Americans love their tech gurus, but the feeling isn’t mutual. Joel Kotkin on the new ruling class that’s gaming the system and jerking the rest of us around.
When Steve Jobs died in October 2011, crowds of mourners gathered outside of Apple stores, leaving impromptu memorials to the fallen businessman. Many in Occupy Wall Street, then in full bloom, stopped to mourn the .001 percenter worth $7 billion, who didn’t believe in charity and whose company had more cash in hand than the U.S. Treasury while doing everything in its power to avoid paying taxes.
Executive chairman of Google Eric Schmidt stands near a statue of the late North Korean leader Kim Il Sung during a tour of the Grand Peoples Study House in Pyongyang, North Korea. (David Guttenfelder/AP).
A new, and potentially dominant, ruling class is rising. Today’s tech moguls don’t employ many Americans, they don’t pay very much in taxes or tend to share much of their wealth, and they live in a separate world that few of us could ever hope to enter. But while spending millions bending the political process to pad their bottom lines, they’ve remained far more popular than past plutocrats, with 72 percent of Americans expressing positive feelings for the industry, compared to 30 percent for banking and 20 percent for oil and gas.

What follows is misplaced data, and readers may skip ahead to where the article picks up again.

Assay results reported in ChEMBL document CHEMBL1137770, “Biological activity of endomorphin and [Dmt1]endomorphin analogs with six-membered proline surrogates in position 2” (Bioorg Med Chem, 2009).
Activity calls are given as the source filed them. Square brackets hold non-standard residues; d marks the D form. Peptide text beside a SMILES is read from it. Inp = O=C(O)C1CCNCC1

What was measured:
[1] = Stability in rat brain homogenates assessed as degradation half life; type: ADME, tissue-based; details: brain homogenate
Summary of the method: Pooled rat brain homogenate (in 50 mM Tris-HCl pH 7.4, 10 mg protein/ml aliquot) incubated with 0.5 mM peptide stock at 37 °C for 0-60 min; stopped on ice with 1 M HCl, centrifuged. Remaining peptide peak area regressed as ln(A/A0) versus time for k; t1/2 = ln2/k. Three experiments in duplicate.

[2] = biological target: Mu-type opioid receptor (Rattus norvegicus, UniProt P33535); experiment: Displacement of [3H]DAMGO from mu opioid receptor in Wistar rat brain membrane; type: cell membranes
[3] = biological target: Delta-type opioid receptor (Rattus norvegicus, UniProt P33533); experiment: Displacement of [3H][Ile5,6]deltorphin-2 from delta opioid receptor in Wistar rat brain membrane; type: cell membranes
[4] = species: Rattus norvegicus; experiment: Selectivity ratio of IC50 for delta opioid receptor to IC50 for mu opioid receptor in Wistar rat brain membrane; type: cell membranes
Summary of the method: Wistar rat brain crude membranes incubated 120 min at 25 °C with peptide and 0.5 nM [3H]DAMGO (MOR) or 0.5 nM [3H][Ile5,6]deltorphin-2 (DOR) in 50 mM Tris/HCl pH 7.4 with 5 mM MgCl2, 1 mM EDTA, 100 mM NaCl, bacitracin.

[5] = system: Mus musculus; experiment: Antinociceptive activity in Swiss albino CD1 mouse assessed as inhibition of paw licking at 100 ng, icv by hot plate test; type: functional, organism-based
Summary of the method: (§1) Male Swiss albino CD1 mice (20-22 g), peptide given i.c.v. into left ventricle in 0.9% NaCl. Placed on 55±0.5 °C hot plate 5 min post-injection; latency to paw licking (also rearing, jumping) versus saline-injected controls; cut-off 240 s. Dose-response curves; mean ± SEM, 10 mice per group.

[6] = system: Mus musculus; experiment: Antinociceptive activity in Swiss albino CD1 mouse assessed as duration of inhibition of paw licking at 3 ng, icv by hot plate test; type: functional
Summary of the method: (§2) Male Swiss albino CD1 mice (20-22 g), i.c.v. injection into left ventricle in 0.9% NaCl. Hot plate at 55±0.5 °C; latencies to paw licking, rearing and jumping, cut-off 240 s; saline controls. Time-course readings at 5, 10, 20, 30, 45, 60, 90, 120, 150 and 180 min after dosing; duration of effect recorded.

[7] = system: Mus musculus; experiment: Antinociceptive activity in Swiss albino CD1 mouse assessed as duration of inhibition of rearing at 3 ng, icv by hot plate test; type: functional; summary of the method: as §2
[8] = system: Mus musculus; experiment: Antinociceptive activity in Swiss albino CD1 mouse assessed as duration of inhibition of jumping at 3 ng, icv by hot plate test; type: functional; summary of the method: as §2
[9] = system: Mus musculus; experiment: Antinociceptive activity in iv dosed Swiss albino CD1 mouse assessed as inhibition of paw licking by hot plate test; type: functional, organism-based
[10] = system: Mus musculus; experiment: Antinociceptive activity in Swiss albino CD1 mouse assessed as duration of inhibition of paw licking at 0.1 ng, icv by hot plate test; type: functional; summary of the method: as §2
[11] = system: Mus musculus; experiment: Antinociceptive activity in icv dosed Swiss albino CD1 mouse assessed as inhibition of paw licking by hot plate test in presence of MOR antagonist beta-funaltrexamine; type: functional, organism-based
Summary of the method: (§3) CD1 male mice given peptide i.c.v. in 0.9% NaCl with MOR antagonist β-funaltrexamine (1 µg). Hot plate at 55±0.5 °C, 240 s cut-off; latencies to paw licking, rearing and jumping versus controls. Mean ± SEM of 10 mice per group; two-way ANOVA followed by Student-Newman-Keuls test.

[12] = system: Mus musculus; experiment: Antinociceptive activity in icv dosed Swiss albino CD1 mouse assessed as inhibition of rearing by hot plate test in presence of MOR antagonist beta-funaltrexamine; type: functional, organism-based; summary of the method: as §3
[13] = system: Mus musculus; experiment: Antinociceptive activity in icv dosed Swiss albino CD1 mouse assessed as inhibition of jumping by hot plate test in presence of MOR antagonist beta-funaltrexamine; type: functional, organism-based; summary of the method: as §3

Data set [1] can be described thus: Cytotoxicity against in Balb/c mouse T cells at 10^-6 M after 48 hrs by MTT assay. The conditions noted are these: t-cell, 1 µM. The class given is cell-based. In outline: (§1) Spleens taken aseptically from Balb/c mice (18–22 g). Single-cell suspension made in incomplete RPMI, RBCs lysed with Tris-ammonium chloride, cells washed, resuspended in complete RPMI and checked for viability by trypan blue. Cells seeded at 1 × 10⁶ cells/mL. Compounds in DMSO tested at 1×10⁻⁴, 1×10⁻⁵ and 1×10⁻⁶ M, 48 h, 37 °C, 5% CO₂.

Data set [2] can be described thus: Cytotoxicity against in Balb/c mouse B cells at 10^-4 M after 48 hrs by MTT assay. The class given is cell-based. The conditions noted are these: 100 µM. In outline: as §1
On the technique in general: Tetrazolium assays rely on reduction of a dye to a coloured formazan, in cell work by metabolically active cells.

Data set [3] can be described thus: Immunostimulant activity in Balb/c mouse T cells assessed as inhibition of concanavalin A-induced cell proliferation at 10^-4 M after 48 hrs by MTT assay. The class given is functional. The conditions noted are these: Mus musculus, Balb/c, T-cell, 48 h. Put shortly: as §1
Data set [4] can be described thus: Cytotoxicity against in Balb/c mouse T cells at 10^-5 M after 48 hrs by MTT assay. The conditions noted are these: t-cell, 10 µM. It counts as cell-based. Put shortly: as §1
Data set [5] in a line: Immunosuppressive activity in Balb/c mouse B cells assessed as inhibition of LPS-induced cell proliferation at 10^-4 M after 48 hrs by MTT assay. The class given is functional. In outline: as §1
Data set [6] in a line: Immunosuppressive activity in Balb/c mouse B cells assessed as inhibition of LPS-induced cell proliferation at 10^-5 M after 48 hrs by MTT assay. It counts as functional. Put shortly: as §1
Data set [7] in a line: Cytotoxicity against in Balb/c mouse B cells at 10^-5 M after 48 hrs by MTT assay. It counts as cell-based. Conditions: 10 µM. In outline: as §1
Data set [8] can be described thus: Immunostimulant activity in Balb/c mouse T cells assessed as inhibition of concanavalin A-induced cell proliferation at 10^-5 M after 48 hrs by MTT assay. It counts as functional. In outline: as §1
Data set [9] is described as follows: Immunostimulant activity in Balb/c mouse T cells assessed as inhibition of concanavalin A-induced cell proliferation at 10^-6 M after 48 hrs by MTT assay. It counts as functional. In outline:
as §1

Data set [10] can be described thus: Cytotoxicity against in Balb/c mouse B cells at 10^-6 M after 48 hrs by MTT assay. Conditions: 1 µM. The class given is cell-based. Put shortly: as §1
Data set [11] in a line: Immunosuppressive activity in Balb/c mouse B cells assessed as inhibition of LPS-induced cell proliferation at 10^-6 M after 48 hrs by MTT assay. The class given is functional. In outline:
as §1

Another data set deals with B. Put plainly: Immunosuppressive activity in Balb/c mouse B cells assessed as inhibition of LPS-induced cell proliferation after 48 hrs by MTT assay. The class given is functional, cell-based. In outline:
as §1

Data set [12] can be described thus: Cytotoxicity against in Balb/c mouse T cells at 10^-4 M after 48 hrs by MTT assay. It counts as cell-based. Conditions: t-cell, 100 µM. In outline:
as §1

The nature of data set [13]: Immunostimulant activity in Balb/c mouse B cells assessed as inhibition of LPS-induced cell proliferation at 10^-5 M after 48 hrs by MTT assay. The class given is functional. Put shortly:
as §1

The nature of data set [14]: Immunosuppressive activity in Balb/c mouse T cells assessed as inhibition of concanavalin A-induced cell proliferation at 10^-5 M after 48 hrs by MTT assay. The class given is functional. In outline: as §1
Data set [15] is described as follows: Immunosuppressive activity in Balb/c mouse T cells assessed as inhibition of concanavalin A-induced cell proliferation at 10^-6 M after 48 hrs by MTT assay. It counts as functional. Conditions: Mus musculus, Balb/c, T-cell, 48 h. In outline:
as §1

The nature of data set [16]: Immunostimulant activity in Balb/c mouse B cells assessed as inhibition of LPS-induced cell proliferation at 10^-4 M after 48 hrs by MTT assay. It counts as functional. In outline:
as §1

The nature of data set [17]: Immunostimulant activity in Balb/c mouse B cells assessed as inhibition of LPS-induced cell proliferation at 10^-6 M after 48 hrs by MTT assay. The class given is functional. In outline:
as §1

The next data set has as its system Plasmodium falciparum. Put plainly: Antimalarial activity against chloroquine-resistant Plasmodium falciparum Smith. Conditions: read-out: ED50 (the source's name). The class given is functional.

For the rest of the story: http://www.thedailybeast.com/articles/2013/05/14/america-s-new-oligarchs-fwd-us-and-silicon-valley-s-shady-1-percenters.html